Animals are not ours to eat, wear, experiment on, use for entertainment, or abuse in any other way.

Rob Zombie Hosts PETA’s Holiday Hotline

Click here to hear PETA’s holiday hotline recorded by Rob Zombie!

Calling Butterball’s Turkey Talk Line and listening to tips about how to boil, broil, roast, and toast the bodies of gentle, smart, and social birds sounds more like the plot of an upcoming horror film than cooking. So PETA—not willing to sit back and let this be the only option for callers this holiday season—teamed up with musician and horror-movie legend Rob Zombie to record PETA’s 2007 holiday hotline.

Zombie, who is best known for hugely popular horror masterpieces like The Devil’s Rejects, stopped eating our feathered friends years ago. While Zombie doesn’t have a problem with people getting hacked to bits on the big screen, when it comes to the way animals are treated in real life, it’s a different story entirely.

When people call PETA’s hotline, they will hear Zombie describe the real-life horrors of turkeys who are raised and killed for Butterball. “Turkeys often become painfully crippled because they are given drugs to make them grow so unnaturally large that their legs splinter,” says Zombie. “In one Butterball slaughterhouse, PETA found a worker sexually assaulting birds and another stomping on birds’ heads until their skulls exploded.”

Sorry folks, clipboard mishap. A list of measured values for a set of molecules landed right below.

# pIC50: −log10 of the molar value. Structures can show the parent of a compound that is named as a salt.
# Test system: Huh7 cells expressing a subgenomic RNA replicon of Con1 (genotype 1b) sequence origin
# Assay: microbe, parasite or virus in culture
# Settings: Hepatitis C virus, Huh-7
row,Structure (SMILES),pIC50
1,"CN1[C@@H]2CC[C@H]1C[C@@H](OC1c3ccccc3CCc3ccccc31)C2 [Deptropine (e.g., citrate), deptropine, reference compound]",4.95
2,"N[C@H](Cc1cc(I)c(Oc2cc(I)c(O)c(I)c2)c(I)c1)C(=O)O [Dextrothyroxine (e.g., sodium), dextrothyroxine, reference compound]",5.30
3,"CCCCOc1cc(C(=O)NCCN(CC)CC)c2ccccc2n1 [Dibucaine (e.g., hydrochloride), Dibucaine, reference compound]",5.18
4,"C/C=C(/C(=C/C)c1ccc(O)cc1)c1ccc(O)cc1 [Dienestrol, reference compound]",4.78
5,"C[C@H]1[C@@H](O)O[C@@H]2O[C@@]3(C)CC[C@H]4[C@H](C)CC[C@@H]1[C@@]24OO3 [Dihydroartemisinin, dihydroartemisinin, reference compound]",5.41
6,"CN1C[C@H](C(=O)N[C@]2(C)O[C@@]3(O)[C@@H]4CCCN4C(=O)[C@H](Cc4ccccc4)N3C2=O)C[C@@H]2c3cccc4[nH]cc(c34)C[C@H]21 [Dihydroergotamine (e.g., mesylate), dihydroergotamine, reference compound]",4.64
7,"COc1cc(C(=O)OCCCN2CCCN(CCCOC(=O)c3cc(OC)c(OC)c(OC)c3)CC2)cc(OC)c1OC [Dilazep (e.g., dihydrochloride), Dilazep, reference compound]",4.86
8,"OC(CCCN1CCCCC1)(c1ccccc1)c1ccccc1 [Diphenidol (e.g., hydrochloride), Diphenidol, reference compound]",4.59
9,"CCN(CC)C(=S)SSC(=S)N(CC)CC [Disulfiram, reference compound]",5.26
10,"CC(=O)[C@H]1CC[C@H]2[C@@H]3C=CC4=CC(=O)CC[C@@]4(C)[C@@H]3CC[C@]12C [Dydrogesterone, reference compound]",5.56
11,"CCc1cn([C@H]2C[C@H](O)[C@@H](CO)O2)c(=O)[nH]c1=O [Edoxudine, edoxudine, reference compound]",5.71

This year and every year, PETA’s holiday hotline encourages people to make the holiday season about compassion by refusing to eat tortured birds. Our hotline encourages callers to visit GoVeg.com for tips on preparing vegetarian meals that are sure to be a crowd-pleaser. Past hotline hosts include Joan Jett, John Popper, Moby, and Fiona Apple.

You may have to wait until December 18 to check out Zombie’s latest horror film Halloween on DVD, but today, you can watch a real-life horror film: PETA’s undercover investigation into a Butterball slaughterhouse.

Make this holiday season one for the birds. Take PETA’s pledge to be vegan for 30 days and try a vegetarian diet for 30 days. Not only is it the best thing you can do to help turkeys and other animals killed for food, but it’s one of the best things you can do for your health and the environment too!

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